HU - Up 2000


Annual review 1999

Edited by: Kerekes, Andor (OKK-OSSKI)

Authors: Déri, Zsolt (OKK-OSSKI), Feil, Ferenc (PA Rt), Germán, Endre (PA Rt), Guczi, Judit (OKK-OSSKI), Ivó, Mária (ADV KVF), Kelemen, Mária (ÁNTSZ Tolna M. Int.), Kerekes, Andor (OKK-OSSKI), Tarján, Sándor (OÉVI), Volent, Gábor (PA Rt)

OKK-OSSKI, Budapest, June 2000

The whole report can be downloaded in MS Word 7.0 format


In the region of the NPP at Paks (PA Rt) the institutions of the Ministry of Health (OKK-OSSKI, ÁNTSZ Tolna M. Int.), the Ministry of Agriculture and Regional Development (OÉVI) and Ministry of Environment (ADV KVF) in collaboration with the radiation monitoring service of the Plant monitor the environment on the basis of decision of the Hungarian Atomic Energy Commission dated 1981.

The survey data of the authority laboratories and some important operational, meteorological and environmental emission data of the NPP are stored and evaluated by the Computer Centre in the National Research Institute for Radiobiology and Radiohygiene (OKK-OSSKI).

There were stored and evaluated close to 7000 measuring results in 1999.

The plant is placed near the Danube 100-km south from Budapest. The water inflow and the main outflow are about 0.4 million m 3 /h, the wastewater outflow is 1500 m 3 /d. The airborne radioactivity is released by two stacks with air through put of 0.5-0.6 million m3/h each.

The airborne releases of the Paks NPP in 1999 were the following:

total beta activity of noble gases 53 TBq
total beta activity of aerosols 330 MBq
total radioiodine (131I-equivalent) 470 MBq
89Sr + 90Sr 0.74 MBq

The distribution of noble gases was the following: 41Ar: 17.6 TBq, 85Kr: 0.184 TBq, 85mKr: 5.8 TBq, 88Kr: 2.6 TBq, 133Xe: 2.3 TBq and 135Xe: 4.3 TBq. The dominant components of the aerosols were the 60Co (84 MBq), 110mAg (241 MBq) and 137Cs (40.4 MBq) radionuclides.

The monitoring of liquid effluents included the measurement of water samples from the inflow and outflow water channels and control tanks of the NPP.

The inflow and outflow water channels of the plant had nearly identical gross beta activity concentrations, while in the wastewater channel - which is actually the release pathway of the liquid waste of nuclear power plant origin - the activity concentrations were about 10-30 times higher. In the wastewater channel the tritium activity is much higher than in the one and ranged between wide limits. Radioactivity of the wastewater was reliably controlled by regular analysis of the water of control tanks before release.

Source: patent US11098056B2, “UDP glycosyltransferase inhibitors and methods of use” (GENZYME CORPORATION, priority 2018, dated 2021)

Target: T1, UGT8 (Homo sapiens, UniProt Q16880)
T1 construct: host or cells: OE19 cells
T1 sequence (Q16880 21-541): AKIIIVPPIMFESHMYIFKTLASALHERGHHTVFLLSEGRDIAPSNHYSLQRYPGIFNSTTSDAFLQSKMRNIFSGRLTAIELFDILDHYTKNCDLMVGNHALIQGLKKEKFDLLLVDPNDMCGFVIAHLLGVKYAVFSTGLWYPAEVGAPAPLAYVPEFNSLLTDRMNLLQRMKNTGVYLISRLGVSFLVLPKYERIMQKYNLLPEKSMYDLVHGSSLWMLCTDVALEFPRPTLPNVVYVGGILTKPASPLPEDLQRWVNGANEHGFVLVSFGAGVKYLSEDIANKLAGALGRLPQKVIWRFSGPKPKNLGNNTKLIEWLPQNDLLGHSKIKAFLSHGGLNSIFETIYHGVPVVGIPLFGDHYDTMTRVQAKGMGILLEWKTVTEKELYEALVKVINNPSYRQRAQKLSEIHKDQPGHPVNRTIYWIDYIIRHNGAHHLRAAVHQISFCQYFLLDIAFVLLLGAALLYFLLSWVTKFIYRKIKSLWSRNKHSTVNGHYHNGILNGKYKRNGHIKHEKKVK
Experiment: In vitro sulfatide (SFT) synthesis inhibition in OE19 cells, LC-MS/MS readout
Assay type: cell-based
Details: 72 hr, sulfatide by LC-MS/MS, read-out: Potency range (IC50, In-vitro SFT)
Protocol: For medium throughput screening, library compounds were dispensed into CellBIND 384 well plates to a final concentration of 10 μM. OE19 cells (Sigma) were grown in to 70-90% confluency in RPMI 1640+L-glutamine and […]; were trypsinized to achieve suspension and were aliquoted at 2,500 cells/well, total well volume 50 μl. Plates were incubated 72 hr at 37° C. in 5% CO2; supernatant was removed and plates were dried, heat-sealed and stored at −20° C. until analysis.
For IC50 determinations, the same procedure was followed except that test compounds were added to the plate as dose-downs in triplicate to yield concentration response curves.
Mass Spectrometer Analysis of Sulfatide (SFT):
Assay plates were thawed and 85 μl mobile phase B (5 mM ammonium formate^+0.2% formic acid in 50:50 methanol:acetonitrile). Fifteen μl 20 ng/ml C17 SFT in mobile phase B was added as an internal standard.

The liquid effluents in 1999 were as it follows:

total beta activity 1.1 GBq
tritium 20.1 TBq
90Sr 7.0 MBq

(Alpha emitting radionuclides were not detected by alpha spectrometry.)

The airborne and liquid releases in percentages of the limits set by the authorities are shown in the following table:

Releases [%]
Airborne: aerosol, total beta activity <0.1
noble gases, total beta activity 0.4
iodine (131I equivalent) <0.1
89Sr + 90Sr activity 2.0
Liquid: waste water, total beta activity 7.4
waste water, Sr-90 activity 4.8
waste water, tritium activity 67*

*It should be noted, that the tritium release was 67 % of the authorised limit, however the dose contribution from tritium is less than one hundredth per cent. The separation and holding of tritium back is not possible by the recent techniques.

The radioactive effluents normalised to the annual electrical production can be seen in the following table in comparison with international data from the UNSCEAR Report (1997):

Release   Quantity Paks NPP UNSCEAR
 airborne noble gases, total beta [TBq] 33 28
  aerosol, total beta [GBq] 0.21 0.17
  3H (HT + HTO) [TBq] 3.4 2.2
  14C (CO2 + organic) [TBq] 0.59 0.22
  iodine (131I equivalent) [GBq] 0.29 0.29
liquid total beta [GBq] 0.68 20
  3H [TBq] 13 22

It can be seen that the normalised liquid releases from the PAKS NPP are below the world average, while the components of the airborne release are equal to or somewhat higher than the averages.

The radioactive pollution attributable to the Chernobyl accident could not be detected in most of the samples excluding soil and sediment. (In the sediment of surface waters and soil the 137Cs concentration of Chernobyl origin still exceeded the background.)

By special and sensitive investigations the nuclides of 60Co, 110mAg, 137Cs and 14C were detected with near to the detection limit in a small number of samples from the air environment of the NPP.

The regular monitoring of Danube is performed at Paks and Dunaföldvár (up-stream to Paks) and down-stream at Gerjen, Kalocsa, Baja and Mohács. No radioactive pollution due to the NPP could be detected in the living water and sediment samples.

Examination of the grass, fodder plants, milk and meat samples have not confirmed the presence of radionuclides of NPP origin.

The geographical and seasonal variation in dose rate is 20-30 %, enhancing effect of the NPP was not observed in the environment.

During the operation of the NPP there was not necessary any action of the authorities because of the radioactive pollution of the environment.

The estimated annual effective dose 3 km far from the Plant due to the airborne and aquatic releases was 51 nSv in 1999, while the natural background value was somewhat above 3 mSv and the limit set by the competent authority was 0.46 mSv.

The dose contribution from the aquatic releases (25 nSv) of mainly tritium origin was near to 50 %, because of the decrease of the dose component due to the airborne radionuclides.

The inhabitants living in the 30 km environment of the NPP are 210 thousands. The collective dose assessed took about 1.3 man. mSv in 1999.

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Revision: 2007-03-19